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Consider inertial frames $\Sigma$ and $\Sigma'$ that are coincident at time $t\boldsymbol{=}t'\boldsymbol{=}0$. The relative velocity of $\Sigma'$ with respect to $\Sigma$ is $\vec \upsilon$, not necessarily aligned with one of the axes. The transformation from $\left(t,\vec r\right)$ to $\left(t',\vec r'\right)$ is \begin{equation} t'\boldsymbol{=}\gamma_{\upsilon}\left(t\boldsymbol{-}\dfrac{\vec \upsilon \cdot \vec r }{c^2}\right)\: ; \quad \vec r'\boldsymbol{=}\vec r\boldsymbol{+}\alpha_{\upsilon}\left(\vec \upsilon \cdot \vec r\right)\vec \upsilon\boldsymbol{-}\gamma_{\upsilon}\vec \upsilon t \nonumber \end{equation} where $\upsilon\boldsymbol{=}\vert\vec \upsilon \vert$ and $\alpha_{\upsilon}\boldsymbol{=}\dfrac{\gamma_{\upsilon}\boldsymbol{-}1}{\upsilon^2}\boldsymbol{=}\dfrac{\gamma^2_{\upsilon}/c^2}{\gamma_{\upsilon}\boldsymbol{+}1}$.

Show that $c^2t^2\boldsymbol{-}\vec r\cdot \vec r$ is invariant under this transformation.

We are asked to prove the invariance of the equation for the transformation above. I started by subbing in the equations for t' and $\vec{r'}$ where t and $\vec{r}$ appear in the invariant equation several time at this point however I can't seem to get it to reduce back down to the original equation. Is there something needed beyond algebra?

One of the areas I'm worried I might be wrong is in calculating r'.r', which I do the way I would do any algebraic expressions. do some of the dot products give zero or something? I know that $\vec{v}.\vec{v}$ = ${v^2}$ and that cancels in some instances with the expression for alpha but I can't seem to reduce it beyond that.

So my first line is: ${\gamma^2}{c^2}{t^2}-2{\gamma^2}(\vec{v}.\vec{r})t+{\gamma^2}(\vec{v}.\vec{r})/c^2-\vec{r}.\vec{r}-2{\alpha}{(\vec{v}.\vec{r})^2}+2{\gamma}(\vec{v}.\vec{r})t-{\alpha^2}(\vec{v}.\vec{r}){v^2}+2{\alpha}{\gamma}{v^2}t-{\gamma^2}{v^2}{t^2}$

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Hints :

For your information the particular transformation is the 3+1-Lorentz Transformation of Special Relativity (3-space + 1-time coordinates). The invariance of the expression we want to prove is identical to the 2nd Einstein's axiom :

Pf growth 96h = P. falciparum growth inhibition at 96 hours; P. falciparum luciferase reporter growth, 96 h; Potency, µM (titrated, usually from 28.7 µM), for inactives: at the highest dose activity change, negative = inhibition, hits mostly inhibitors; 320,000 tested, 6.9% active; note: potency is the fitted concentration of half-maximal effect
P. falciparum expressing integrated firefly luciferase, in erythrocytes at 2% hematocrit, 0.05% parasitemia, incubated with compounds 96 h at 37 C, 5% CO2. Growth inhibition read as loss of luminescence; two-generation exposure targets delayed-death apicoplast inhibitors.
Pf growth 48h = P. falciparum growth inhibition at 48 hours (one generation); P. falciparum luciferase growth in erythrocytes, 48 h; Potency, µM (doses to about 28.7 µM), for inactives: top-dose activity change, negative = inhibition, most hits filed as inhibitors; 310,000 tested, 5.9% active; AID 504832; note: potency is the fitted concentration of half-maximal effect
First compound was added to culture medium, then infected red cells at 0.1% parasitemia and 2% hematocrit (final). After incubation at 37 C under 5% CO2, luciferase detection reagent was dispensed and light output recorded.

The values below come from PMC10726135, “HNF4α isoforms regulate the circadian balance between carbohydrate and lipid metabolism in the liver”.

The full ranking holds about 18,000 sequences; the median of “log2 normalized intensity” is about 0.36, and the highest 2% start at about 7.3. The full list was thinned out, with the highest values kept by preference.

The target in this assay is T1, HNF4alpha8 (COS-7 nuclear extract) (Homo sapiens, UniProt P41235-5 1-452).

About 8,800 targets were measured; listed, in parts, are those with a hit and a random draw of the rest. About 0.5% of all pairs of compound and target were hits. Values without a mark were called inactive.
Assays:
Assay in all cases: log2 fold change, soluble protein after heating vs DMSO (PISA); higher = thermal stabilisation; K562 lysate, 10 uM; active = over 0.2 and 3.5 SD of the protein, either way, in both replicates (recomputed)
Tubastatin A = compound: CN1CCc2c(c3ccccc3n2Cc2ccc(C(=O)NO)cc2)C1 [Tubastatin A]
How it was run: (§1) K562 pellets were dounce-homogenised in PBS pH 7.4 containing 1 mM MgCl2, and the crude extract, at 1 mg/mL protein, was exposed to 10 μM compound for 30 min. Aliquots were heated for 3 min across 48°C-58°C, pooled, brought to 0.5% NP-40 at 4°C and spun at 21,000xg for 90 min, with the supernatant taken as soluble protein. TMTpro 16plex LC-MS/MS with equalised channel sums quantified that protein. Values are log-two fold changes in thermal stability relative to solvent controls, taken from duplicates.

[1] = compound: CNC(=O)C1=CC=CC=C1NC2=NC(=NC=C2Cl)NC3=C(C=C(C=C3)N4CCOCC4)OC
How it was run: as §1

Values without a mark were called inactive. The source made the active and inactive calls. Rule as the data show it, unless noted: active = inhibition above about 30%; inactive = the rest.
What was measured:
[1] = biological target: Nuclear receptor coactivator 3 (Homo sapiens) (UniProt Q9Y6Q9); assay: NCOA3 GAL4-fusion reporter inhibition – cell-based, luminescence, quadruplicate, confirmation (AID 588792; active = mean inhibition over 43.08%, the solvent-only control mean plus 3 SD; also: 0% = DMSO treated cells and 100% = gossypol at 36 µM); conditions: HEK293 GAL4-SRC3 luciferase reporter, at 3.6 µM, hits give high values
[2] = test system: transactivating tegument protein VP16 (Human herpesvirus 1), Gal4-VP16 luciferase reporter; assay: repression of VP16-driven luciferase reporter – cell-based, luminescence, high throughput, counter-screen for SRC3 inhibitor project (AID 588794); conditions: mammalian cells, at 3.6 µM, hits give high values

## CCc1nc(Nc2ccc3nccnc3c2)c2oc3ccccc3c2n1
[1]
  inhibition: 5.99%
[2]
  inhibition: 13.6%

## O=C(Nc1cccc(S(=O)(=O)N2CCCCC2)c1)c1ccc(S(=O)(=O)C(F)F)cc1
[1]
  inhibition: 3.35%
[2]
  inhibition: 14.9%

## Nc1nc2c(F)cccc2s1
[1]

Light signals in vacuum are propagated rectilinearly, with the same speed $c$, at all times, in all directions, in all inertial frames.

Usually, we follow the inverse path : we try to find the transformation from the demand of invariance of this expression. We derive first the 1+1- and later on the 3+1-Lorentz Transformation.

For your question now, you are a step before the proof : \begin{equation} \underbrace{{\gamma^2}{c^2}{t^2}}_{\boxed{1}}\underbrace{-2{\gamma^2}(\vec{v}.\vec{r})t}_{\boxed{2}}\underbrace{+{\gamma^2}\overbrace{(\vec{v}.\vec{r})^2}^{missing\, 2}/c^2}_{\boxed{3}}\underbrace{-\vec{r}.\vec{r}\vphantom{/c^2}}_{\boxed{4}}\underbrace{-2{\alpha}{(\vec{v}.\vec{r})^2}}_{\boxed{5}}\underbrace{+2{\gamma}(\vec{v}.\vec{r})t}_{\boxed{6}}\underbrace{-{\alpha^2}\overbrace{(\vec{v}.\vec{r})^2}^{missing\, 2}{v^2}}_{\boxed{7}}\underbrace{+2{\alpha}{\gamma}\overbrace{(\vec{v}.\vec{r})}^{missing}{v^2}t}_{\boxed{8}}\underbrace{-{\gamma^2}{v^2}{t^2}}_{\boxed{9}} \nonumber \end{equation} Since \begin{equation} \boxed{1}+\boxed{9}+\boxed{4}=c^2t^2-\vec{r}\cdot\vec{r} \nonumber \end{equation} you must prove that \begin{equation} \underbrace{\boxed{2}+\boxed{6}+\boxed{8}}_{A\cdot t}+\underbrace{\boxed{3}+\boxed{5}+\boxed{7}}_{B}=A\cdot t+B=0 \nonumber \end{equation}

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